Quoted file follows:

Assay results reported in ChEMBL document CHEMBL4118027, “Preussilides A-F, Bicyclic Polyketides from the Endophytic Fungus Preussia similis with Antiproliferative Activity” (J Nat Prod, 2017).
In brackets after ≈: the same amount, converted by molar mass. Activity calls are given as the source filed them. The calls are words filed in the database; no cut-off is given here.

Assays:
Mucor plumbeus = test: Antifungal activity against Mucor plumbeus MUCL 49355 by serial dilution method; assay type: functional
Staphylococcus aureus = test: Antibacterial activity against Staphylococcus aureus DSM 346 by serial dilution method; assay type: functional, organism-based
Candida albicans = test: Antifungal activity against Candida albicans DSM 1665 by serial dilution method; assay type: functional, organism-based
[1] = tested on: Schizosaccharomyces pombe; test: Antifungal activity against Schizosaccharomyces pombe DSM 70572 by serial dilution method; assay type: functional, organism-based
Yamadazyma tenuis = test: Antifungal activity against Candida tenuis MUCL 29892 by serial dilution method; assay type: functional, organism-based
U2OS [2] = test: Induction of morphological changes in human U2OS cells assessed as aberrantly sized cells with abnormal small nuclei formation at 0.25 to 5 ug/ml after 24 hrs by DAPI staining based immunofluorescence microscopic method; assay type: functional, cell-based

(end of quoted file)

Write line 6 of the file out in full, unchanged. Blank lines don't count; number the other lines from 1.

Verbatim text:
Candida albicans = test: Antifungal activity against Candida albicans DSM 1665 by serial dilution method; assay type: functional, organism-based